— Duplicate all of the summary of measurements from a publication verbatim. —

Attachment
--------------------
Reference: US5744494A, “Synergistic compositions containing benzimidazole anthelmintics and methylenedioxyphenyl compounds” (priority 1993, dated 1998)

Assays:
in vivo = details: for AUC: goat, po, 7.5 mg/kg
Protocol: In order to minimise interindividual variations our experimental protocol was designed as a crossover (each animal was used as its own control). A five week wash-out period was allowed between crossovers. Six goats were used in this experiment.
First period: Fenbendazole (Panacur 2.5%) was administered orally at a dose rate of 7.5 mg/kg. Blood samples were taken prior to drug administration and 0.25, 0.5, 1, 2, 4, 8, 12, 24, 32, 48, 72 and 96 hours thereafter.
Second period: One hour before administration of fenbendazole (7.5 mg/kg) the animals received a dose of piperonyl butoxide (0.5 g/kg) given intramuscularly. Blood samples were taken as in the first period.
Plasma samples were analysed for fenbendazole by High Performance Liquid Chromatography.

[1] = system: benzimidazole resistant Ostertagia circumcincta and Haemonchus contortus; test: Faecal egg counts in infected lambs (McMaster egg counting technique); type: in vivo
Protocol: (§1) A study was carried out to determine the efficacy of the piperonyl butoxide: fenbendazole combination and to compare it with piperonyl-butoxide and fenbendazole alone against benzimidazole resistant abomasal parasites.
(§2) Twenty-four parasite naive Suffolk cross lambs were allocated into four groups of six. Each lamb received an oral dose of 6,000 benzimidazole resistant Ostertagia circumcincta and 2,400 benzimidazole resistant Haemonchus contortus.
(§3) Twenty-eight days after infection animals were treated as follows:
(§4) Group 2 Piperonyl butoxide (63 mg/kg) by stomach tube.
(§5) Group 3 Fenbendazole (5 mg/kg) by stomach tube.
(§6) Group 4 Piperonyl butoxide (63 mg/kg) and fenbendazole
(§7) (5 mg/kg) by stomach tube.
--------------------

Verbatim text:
Reference: US5744494A, “Synergistic compositions containing benzimidazole anthelmintics and methylenedioxyphenyl compounds” (priority 1993, dated 1998)

Assays:
in vivo = details: for AUC: goat, po, 7.5 mg/kg
Protocol: In order to minimise interindividual variations our experimental protocol was designed as a crossover (each animal was used as its own control). A five week wash-out period was allowed between crossovers. Six goats were used in this experiment.
First period: Fenbendazole (Panacur 2.5%) was administered orally at a dose rate of 7.5 mg/kg. Blood samples were taken prior to drug administration and 0.25, 0.5, 1, 2, 4, 8, 12, 24, 32, 48, 72 and 96 hours thereafter.
Second period: One hour before administration of fenbendazole (7.5 mg/kg) the animals received a dose of piperonyl butoxide (0.5 g/kg) given intramuscularly. Blood samples were taken as in the first period.
Plasma samples were analysed for fenbendazole by High Performance Liquid Chromatography.

[1] = system: benzimidazole resistant Ostertagia circumcincta and Haemonchus contortus; test: Faecal egg counts in infected lambs (McMaster egg counting technique); type: in vivo
Protocol: (§1) A study was carried out to determine the efficacy of the piperonyl butoxide: fenbendazole combination and to compare it with piperonyl-butoxide and fenbendazole alone against benzimidazole resistant abomasal parasites.
(§2) Twenty-four parasite naive Suffolk cross lambs were allocated into four groups of six. Each lamb received an oral dose of 6,000 benzimidazole resistant Ostertagia circumcincta and 2,400 benzimidazole resistant Haemonchus contortus.
(§3) Twenty-eight days after infection animals were treated as follows:
(§4) Group 2 Piperonyl butoxide (63 mg/kg) by stomach tube.
(§5) Group 3 Fenbendazole (5 mg/kg) by stomach tube.
(§6) Group 4 Piperonyl butoxide (63 mg/kg) and fenbendazole
(§7) (5 mg/kg) by stomach tube.